Germany on Friday pledged help for EU candidate Moldova as the country struggles to deal with the consequences of the war in neighboring Ukraine — particularly rising fuel costs.
The promise came days after thousands of protesters gathered in the Moldovan capital, Chisinau, to demand the resignation of pro-Western President Maia Sandu. Opponents of Sandu blame her government’s policies for high inflation and fuel prices.
Help to bridge energy gap
German Chancellor Olaf Scholz met Moldovan President Maia Sandu in Berlin to discuss support for Moldova, which has been particularly hard-hit by the economic effects of the invasion.
Coinciding with the visit, German Ministry of Development said it would support Moldova with an additional €60 million ($58.9 million) of help to overcome the energy crisis.
Development Minister Svenja Schulze praised steps already taken by Moldova’s government to make reforms necessary to become an EU member.
“It is remarkable how quickly and purposefully the Moldovan government has already tackled judicial and administrative reforms in its first year. Now it is urgently a matter of getting people through the winter safely and thus stabilizing this heavily burdened country.”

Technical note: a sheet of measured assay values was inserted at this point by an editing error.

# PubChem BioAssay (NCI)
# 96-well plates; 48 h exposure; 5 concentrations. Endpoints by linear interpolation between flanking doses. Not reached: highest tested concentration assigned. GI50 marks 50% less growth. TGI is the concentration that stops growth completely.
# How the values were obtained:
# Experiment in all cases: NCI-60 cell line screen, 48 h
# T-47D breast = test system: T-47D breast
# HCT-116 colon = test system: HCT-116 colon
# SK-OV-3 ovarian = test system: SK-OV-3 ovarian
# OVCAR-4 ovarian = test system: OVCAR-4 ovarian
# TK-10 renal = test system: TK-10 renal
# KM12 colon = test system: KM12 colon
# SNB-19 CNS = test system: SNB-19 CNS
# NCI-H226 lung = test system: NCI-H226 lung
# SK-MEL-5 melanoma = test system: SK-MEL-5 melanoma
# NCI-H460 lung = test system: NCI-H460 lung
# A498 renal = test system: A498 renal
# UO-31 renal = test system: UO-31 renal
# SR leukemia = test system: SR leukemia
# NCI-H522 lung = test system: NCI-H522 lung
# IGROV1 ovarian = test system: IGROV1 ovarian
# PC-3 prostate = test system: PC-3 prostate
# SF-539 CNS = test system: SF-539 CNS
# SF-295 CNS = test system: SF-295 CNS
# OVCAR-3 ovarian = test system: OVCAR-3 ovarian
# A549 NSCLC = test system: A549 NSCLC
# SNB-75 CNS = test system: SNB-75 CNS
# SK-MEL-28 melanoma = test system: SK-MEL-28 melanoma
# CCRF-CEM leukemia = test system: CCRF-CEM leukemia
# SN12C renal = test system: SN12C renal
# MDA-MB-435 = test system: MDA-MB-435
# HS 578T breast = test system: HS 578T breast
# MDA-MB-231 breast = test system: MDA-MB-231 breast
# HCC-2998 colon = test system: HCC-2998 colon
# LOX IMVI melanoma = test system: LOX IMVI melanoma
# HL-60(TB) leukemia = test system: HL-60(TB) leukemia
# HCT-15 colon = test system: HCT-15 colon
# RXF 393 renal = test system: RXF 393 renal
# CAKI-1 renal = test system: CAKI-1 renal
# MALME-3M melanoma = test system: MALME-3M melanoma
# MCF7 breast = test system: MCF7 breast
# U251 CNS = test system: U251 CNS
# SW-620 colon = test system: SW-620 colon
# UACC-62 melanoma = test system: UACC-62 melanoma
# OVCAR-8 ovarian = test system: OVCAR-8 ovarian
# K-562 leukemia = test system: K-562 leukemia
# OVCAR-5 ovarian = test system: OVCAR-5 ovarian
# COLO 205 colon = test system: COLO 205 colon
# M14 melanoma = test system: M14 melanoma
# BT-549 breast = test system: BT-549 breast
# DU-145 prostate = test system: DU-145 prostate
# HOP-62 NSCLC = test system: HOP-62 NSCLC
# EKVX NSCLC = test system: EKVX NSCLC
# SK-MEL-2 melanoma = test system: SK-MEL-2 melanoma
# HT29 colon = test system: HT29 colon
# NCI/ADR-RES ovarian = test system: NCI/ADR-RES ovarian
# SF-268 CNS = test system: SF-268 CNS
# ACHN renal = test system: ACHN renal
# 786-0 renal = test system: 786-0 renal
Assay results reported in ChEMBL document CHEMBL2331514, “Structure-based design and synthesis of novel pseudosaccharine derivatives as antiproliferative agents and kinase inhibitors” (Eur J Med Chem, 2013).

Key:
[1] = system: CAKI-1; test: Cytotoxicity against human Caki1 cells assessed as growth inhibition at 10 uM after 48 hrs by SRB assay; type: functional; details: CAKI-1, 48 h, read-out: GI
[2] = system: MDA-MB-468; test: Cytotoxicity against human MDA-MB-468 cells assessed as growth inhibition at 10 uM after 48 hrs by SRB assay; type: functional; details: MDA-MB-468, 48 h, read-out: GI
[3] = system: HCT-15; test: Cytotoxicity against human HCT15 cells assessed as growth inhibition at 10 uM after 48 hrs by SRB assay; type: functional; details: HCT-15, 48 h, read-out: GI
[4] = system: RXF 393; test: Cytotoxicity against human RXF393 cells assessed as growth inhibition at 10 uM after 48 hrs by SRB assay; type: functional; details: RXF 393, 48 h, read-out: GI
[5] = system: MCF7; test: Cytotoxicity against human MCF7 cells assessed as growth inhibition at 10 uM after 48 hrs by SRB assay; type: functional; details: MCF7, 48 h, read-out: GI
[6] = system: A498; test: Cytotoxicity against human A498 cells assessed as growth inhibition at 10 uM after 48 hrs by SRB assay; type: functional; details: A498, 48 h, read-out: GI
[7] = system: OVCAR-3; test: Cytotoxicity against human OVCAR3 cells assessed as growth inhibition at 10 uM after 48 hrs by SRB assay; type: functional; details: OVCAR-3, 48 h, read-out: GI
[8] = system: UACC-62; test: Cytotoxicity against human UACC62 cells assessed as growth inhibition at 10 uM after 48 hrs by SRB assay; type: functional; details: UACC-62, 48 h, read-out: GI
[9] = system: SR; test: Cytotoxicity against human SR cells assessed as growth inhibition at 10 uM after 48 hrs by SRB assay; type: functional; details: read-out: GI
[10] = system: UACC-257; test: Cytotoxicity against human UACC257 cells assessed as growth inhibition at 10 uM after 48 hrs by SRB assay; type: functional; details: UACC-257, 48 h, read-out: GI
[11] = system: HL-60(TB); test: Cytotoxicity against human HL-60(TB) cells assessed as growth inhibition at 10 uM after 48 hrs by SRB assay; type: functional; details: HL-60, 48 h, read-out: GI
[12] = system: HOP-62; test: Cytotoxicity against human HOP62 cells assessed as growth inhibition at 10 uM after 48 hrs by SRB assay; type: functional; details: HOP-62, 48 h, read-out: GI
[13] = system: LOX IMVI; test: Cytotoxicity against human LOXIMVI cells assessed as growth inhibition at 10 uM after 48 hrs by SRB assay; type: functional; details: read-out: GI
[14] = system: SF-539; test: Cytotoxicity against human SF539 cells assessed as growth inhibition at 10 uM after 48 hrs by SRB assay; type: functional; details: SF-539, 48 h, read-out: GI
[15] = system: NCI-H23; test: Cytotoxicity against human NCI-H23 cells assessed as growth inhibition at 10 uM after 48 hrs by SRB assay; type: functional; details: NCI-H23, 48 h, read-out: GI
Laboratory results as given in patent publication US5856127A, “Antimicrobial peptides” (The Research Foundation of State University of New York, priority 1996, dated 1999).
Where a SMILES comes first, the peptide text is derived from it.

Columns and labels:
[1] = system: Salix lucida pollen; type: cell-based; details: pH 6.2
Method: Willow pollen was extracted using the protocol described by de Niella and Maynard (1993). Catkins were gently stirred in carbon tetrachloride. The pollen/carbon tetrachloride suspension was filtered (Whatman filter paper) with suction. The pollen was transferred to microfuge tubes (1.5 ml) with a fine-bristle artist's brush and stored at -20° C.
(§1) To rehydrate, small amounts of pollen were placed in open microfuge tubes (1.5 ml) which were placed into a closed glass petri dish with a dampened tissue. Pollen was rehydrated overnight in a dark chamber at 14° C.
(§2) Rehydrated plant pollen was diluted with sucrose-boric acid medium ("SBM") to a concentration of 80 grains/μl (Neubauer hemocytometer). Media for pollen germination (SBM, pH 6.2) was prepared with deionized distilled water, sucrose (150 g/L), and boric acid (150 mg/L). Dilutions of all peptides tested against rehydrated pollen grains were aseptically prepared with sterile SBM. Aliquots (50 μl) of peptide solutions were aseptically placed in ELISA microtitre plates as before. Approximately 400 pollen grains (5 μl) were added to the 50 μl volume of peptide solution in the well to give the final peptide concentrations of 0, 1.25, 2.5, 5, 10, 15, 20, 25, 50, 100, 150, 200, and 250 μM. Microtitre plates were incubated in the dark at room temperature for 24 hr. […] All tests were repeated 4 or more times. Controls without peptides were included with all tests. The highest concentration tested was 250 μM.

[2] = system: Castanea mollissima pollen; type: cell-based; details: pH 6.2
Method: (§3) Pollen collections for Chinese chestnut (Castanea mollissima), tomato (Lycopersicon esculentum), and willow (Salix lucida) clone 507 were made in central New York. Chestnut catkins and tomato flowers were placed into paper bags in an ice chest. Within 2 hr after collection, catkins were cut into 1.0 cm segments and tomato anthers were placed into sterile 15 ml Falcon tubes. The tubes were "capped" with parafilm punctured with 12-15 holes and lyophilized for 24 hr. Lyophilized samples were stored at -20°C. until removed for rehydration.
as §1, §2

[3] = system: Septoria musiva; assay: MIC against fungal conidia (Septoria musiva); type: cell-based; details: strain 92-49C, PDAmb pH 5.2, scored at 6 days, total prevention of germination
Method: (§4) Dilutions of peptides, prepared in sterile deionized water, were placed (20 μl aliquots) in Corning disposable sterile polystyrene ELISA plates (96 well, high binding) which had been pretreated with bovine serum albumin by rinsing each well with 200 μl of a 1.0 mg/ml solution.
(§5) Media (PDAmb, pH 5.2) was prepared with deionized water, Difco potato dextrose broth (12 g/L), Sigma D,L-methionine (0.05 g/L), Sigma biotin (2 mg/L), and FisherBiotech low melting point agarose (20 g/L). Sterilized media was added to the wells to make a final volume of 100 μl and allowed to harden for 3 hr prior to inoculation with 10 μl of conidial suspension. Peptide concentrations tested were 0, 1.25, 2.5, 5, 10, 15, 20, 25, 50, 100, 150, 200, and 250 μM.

Moldova’s course of reforms as part of the EU accession process and further support in coping with the consequences of Russia’s war in Ukraine are on the agenda.
The gas price in Moldova has risen twelvefold in the last twelve months.
Moldova has slashed its growth estimate to zero for 2022. The economy has been damaged by record-high inflation at 34.3% and interest rates rising to 21.5%.
The country faced deep economic woes even ahead of the invasion with more than a quarter of the population living in poverty. It now hosts tens of thousands of Ukrainian refugees.
East-West fault lines
Sandwiched between Romania and Ukraine, Moldova is one of Europe’s poorest countries and, like Ukraine, has been politically divided between pro-Russian and pro-Western factions.
Russian troops have been stationed in the breakaway region of Trans-Dniestr since the end of a separatist war in 1992.
In the early months of Russia’s war in Ukraine, there were fears of a spillover of the war in Ukraine into Moldova.
Amid tensions in Trans-Dniestr, there were fears that Moscow may try to forge a land corridor to the region through southern Ukraine and seize it.
Although Trans-Dniestr effectively seceded from Moldova in 1992 three decades ago, Moscow has not officially recognized the region’s independence.
With just 2.6 million people, Moldova was the smallest of the countries known as “captive nations” comprising the former republics of the old Soviet Union.
rc/wmr (dpa, AFP)